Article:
The three commissioners of the three biggest American sports, plus Gary Bettman, met today in New York City to discuss such topics as sharing best practices, maximizing fan value in a recession, and the best way to ingest human babies blood without making a mess.
On Wednesday morning, the four commissioners of the major North American professional sports leagues assembled atop the Mandarin Oriental hotel next to Central Park: Bud Selig of Major League Baseball, David Stern of the National Basketball Association, Roger Goodell of the National Football League and Gary Bettman of the National Hockey League. The Wall Street Journal conducted the gathering, and distributed programs that read on the cover for business leaders in the crowd: "A discussion on The Future of Sports with The Comissioners." (sic)
"Comissioners"? Hey, I thought the Wall Street Journal was one of the only newspapers surviving in the Xtreme Depression. It must be because they saved a few sheckels by firing every single copy editor on the staff.
Of course, one of the biggest topics on the day was the future of newspapers in sports. Put a bunch of frightened media types in a room with the three most powerful men in sports (plus Gary Bettman!) and you've got yourself a one-note song:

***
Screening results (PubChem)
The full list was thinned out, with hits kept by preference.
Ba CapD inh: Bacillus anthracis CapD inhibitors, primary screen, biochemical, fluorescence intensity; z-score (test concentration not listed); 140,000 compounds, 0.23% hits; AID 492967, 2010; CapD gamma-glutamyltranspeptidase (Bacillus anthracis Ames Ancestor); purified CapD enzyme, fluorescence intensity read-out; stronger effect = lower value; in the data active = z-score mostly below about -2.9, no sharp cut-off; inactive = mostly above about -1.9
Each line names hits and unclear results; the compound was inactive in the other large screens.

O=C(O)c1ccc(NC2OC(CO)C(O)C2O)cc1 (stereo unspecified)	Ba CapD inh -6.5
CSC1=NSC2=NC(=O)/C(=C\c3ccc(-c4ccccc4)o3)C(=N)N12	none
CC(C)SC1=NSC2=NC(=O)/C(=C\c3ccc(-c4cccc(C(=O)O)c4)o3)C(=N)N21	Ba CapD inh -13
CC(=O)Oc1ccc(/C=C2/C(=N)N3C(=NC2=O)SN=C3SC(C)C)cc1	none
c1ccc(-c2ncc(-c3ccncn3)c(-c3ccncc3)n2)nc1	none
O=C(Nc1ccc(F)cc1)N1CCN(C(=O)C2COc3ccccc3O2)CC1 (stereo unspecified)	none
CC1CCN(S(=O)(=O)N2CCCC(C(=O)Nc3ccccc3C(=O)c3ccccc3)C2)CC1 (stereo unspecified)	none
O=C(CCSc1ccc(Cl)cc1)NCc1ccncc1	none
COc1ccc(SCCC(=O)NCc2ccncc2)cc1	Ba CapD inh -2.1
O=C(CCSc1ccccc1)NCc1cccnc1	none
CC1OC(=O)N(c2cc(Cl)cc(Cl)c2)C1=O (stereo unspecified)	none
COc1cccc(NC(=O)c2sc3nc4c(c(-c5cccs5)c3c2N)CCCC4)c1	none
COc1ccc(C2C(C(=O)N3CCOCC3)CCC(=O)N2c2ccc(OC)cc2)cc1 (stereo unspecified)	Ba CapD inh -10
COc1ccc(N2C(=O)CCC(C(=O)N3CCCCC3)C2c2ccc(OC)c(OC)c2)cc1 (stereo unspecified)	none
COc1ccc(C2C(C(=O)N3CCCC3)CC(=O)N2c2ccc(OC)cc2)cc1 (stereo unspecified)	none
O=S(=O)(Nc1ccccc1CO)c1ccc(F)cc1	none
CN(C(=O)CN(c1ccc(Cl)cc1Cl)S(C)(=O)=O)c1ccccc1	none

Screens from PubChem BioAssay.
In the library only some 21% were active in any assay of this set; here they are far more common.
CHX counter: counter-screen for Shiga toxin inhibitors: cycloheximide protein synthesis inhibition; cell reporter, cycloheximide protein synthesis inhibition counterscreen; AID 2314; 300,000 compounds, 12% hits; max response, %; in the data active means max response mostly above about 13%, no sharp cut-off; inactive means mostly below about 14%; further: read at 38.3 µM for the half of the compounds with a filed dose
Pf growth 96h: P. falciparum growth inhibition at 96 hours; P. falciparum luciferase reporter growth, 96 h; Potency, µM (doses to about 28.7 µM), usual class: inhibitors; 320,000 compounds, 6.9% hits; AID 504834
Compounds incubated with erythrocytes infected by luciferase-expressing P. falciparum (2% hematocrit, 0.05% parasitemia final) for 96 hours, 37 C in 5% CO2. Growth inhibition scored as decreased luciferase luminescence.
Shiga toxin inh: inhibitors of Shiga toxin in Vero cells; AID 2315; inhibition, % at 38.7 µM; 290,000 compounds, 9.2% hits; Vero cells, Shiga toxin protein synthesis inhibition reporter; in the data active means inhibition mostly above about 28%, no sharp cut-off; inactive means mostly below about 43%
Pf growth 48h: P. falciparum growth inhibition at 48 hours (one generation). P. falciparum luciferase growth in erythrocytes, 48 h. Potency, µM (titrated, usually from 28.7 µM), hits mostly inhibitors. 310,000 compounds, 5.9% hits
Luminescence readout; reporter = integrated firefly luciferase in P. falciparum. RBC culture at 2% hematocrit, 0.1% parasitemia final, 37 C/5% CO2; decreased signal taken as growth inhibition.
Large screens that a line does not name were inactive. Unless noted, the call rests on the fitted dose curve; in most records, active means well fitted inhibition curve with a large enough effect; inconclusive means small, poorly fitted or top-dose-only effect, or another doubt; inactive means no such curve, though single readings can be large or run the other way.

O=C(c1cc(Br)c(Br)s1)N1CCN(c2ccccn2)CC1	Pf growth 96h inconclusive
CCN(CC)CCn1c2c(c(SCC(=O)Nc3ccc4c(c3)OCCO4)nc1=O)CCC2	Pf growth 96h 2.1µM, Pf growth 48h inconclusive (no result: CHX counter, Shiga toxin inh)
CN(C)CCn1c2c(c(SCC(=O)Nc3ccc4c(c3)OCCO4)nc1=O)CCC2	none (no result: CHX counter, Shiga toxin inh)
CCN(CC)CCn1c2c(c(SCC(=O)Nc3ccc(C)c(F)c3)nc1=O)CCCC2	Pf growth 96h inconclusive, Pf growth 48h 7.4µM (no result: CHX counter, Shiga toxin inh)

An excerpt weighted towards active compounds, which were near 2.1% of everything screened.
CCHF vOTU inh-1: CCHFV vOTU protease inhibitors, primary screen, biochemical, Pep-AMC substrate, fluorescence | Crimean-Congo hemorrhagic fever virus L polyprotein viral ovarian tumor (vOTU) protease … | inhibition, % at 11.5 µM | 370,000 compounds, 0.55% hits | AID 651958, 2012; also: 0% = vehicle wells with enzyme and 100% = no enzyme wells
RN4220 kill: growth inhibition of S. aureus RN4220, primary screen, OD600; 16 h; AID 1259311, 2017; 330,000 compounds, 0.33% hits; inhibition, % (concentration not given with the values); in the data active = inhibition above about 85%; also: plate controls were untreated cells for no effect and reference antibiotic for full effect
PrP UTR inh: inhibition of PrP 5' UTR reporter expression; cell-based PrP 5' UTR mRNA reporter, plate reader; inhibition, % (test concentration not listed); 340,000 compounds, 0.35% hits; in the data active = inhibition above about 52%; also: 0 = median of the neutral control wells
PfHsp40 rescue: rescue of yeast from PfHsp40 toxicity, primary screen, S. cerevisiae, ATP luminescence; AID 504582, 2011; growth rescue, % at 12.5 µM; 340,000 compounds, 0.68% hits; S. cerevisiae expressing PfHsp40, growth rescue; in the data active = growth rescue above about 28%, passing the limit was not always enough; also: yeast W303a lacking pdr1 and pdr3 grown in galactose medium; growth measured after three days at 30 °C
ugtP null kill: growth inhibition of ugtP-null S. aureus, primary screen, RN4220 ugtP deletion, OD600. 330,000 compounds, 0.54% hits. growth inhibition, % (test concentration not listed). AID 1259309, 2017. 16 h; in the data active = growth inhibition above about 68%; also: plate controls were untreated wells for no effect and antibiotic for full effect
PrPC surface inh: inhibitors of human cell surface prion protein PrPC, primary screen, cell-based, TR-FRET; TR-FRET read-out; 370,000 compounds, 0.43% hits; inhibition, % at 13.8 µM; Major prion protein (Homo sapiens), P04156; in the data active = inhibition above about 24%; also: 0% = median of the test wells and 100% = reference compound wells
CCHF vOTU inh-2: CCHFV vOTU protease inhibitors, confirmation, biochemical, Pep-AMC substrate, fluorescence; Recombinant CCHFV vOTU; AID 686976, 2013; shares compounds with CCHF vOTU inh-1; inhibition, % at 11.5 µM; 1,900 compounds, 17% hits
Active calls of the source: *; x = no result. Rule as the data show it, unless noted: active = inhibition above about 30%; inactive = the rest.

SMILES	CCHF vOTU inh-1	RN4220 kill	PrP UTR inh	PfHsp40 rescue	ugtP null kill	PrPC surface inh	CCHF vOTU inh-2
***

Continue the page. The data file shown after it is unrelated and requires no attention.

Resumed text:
Stern, dean of the four commissioners after a quarter-century at the NBA's helm, said: "The handwriting is not on the wall, it's set in mud. Nevertheless, you can see by age and demographic, whether cable or Internet, the news is being consumed by consumers and we just have to adapt to that. Newspapers have to adapt or they won't survive."
The moderator (Sam Walker, sports editor of the Journal) asked if fans can get "credible coverage" going forward. Goodell noted that his management team had just met with Associated Press Sports Editors before the recent NFL Draft and discussed this same issue.
"There's a lot to be said for independence of sports journalism," Goodell said. "That doesn't mean we couldn't distribute content they create on boston.com, for example. It isn't any way filtered by the NFL; it goes directly on the site. Our industries have been good for each other. We've helped the paper business but certainly the paper business has helped us. I think of (late Boston sports columnist and TV analyst) Will McDonough and what he did to help the NFL. That would be greatly missed."
Translation: adapt to the digital age and fold your talents into MLB.com, NBA.com and NFL.com (and NHL.com!) or hit the bricks, newspaper dudes.
Fifth member of the pentavirate Colonel Sanders was notably missing from the group, probably to put the secret chemical in his new Kentucky Grilled Chicken to make you crave it fortnightly.